California’s Probate Code includes numerous provisions on how to execute a will and the estate administration process, but it does not offer tips on making a decision on one of the most important aspects of estate planning: Choosing the person to act as your executor. The common presumption is you would appoint your spouse or a close family member, and this does make sense in many situations. However, there are other factors that you will want to consider when creating a will in California, once you fully understand the role of an executor.
Your executor is the person in charge of administering your estate, which includes such specific tasks as:
- Filing the will in the appropriate court clerk’s office, along with supporting documents necessary to confirm the will’s validity and initiate the probate process;
- Inventorying and taking control over all real and personal property that you own upon your death;
- Identifying all of your debts, such as amounts owed on utilities, for funeral and burial costs, lines of credit, mortgages, your final income tax bill, car loans, and other accounts;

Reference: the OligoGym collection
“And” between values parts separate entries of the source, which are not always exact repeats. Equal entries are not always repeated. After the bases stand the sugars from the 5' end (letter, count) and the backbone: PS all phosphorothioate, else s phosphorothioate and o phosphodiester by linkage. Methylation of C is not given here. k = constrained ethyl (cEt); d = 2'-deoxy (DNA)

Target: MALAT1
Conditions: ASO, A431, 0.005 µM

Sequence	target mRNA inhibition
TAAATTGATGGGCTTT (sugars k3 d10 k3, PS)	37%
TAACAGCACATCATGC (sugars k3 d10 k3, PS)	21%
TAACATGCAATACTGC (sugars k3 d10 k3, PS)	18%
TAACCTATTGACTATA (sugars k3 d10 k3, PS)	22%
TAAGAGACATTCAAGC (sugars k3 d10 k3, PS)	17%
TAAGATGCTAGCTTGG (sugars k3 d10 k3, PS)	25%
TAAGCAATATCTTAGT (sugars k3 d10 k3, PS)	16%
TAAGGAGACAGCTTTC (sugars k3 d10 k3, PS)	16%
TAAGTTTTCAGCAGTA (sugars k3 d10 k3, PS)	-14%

- Giving notice to unknown creditors, so that these entities can come forward and make any verified claims;
- Managing assets during the probate process, such as collecting rent on leased properties, handling investments, and liquidating assets as necessary;
- Distributing estate assets or funds according to the designations in your will;
- Preparing an accounting and closing the estate; and,
- Any other tasks that may be necessary to wrap up your final affairs.
In light of the official responsibilities of an executor according to California law, there are certain skills and traits you will want this individual to possess.
- Given the tasks involved with managing estate assets, paying debts, and distributing your estate, an executor should be well-organized and have basic administrative skills;
- You need someone you can depend on to accomplish the intentions of your will, so reliability is essential;
- There are deadlines involved with estate administration, so you should appoint an executor who can comply without procrastination.
- Have the time and flexibility from competing demands in their own life to take on a new part-time job.
Talk to a California Estate Planning Lawyer About the Details of Your Will
With the help of an attorney to explain the estate administration and probate process, you are in a better position to make informed decisions regarding all aspects of creating a will. If you would like to hear more about an executor’s job, please contact Santa Rosa, CA estate planning attorney Charles D. Stark.